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A Practitioners View of Modern Developments in Limnology

Author(s): J. Imberger; J. Antenucci; L. Bruce; A. Ducas; T. Ewing; S. Feaver; M. Hipsey; A. Imerito; C. Lam; S. Morillo; J. Romero; K. Shimizu

Linked Author(s): Jörg Imberger, Louise Bruce

Keywords: No Keywords

Abstract: With the great advances in process understanding, sensor and instrumentation technology and modelling capability it is important to ask what if any practical benefits can the lake manager and operator look forward to. Here, we examine some of the more important problems facing operators of drinking reservoirs, hydro-lakes and lakes used predominantly for recreation and the environment. In drinking reservoirs the main problems originate from increased loadings of nutrients leading to increased biomass and biomass that may give rise to toxins, of anthropogenic chemicals such as metals and synthetic organics and of pathogens of different types. Hydro-lakes are predominantly plagued by problems arising from low oxygen levels in the hypolimnion and in recreational and environmentally sensitive lakes the biggest challenge for the operator is to maintain an existing or establish a new trophic hierarchy or protect the water body from foreign species. The control variables that are at an operator' s disposal are the choice of lake water level, the modification of the water column stratification via a de-stratification system, the modification of the lake flow path with flow intervention curtains, intervention in the catchments to modify the loadings flowing into a lake, manipulation of the trophic chain with introduction of new species and chemical dosing, the latter being of marginal use in a large lake. Each of these options is cost effective under certain circumstances. We endeavour to provide a users guide for their application and show how, especially new instrumentation and modelling methodologies may be used to achieve an effective intervention.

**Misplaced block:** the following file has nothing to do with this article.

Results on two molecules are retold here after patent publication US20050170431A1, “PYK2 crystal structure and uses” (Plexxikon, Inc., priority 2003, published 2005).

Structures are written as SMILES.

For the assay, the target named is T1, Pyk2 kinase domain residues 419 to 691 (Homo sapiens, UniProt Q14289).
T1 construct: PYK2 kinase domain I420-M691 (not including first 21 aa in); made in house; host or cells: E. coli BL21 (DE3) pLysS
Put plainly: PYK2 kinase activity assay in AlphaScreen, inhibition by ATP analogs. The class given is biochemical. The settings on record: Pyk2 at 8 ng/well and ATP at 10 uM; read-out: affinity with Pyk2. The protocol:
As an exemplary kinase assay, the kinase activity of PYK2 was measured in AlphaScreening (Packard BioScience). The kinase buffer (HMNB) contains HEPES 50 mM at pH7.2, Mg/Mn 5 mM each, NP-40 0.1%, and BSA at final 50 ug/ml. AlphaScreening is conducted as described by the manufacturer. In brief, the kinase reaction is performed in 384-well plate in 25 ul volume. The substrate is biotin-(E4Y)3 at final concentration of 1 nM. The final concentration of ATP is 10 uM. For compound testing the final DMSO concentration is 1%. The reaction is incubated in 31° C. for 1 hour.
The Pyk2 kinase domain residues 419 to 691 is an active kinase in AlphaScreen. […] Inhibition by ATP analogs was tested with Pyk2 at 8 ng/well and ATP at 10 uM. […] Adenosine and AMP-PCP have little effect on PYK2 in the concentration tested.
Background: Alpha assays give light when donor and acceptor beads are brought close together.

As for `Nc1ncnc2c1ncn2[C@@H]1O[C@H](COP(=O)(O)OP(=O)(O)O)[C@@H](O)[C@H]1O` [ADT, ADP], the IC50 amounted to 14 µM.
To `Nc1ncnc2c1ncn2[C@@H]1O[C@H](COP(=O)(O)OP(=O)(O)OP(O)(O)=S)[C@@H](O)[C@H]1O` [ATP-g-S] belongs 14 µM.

Year: 2005

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